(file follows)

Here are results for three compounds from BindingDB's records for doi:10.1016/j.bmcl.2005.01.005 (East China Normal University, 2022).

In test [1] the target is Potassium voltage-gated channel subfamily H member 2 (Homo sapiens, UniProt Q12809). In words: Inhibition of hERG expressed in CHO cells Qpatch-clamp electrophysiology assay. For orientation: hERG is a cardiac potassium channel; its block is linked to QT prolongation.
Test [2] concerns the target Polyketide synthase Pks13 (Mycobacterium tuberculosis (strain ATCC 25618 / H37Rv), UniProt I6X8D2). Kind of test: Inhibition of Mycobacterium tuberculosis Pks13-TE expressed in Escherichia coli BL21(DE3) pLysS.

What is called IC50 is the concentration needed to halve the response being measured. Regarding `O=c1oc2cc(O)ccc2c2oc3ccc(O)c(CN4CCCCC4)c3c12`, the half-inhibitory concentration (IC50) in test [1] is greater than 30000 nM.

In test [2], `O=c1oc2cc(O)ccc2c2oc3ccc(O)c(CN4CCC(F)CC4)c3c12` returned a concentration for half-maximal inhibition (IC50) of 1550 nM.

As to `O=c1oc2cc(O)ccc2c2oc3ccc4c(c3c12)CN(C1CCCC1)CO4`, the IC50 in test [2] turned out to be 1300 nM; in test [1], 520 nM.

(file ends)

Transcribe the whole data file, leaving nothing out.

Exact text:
Here are results for three compounds from BindingDB's records for doi:10.1016/j.bmcl.2005.01.005 (East China Normal University, 2022).

In test [1] the target is Potassium voltage-gated channel subfamily H member 2 (Homo sapiens, UniProt Q12809). In words: Inhibition of hERG expressed in CHO cells Qpatch-clamp electrophysiology assay. For orientation: hERG is a cardiac potassium channel; its block is linked to QT prolongation.
Test [2] concerns the target Polyketide synthase Pks13 (Mycobacterium tuberculosis (strain ATCC 25618 / H37Rv), UniProt I6X8D2). Kind of test: Inhibition of Mycobacterium tuberculosis Pks13-TE expressed in Escherichia coli BL21(DE3) pLysS.

What is called IC50 is the concentration needed to halve the response being measured. Regarding `O=c1oc2cc(O)ccc2c2oc3ccc(O)c(CN4CCCCC4)c3c12`, the half-inhibitory concentration (IC50) in test [1] is greater than 30000 nM.

In test [2], `O=c1oc2cc(O)ccc2c2oc3ccc(O)c(CN4CCC(F)CC4)c3c12` returned a concentration for half-maximal inhibition (IC50) of 1550 nM.

As to `O=c1oc2cc(O)ccc2c2oc3ccc4c(c3c12)CN(C1CCCC1)CO4`, the IC50 in test [2] turned out to be 1300 nM; in test [1], 520 nM.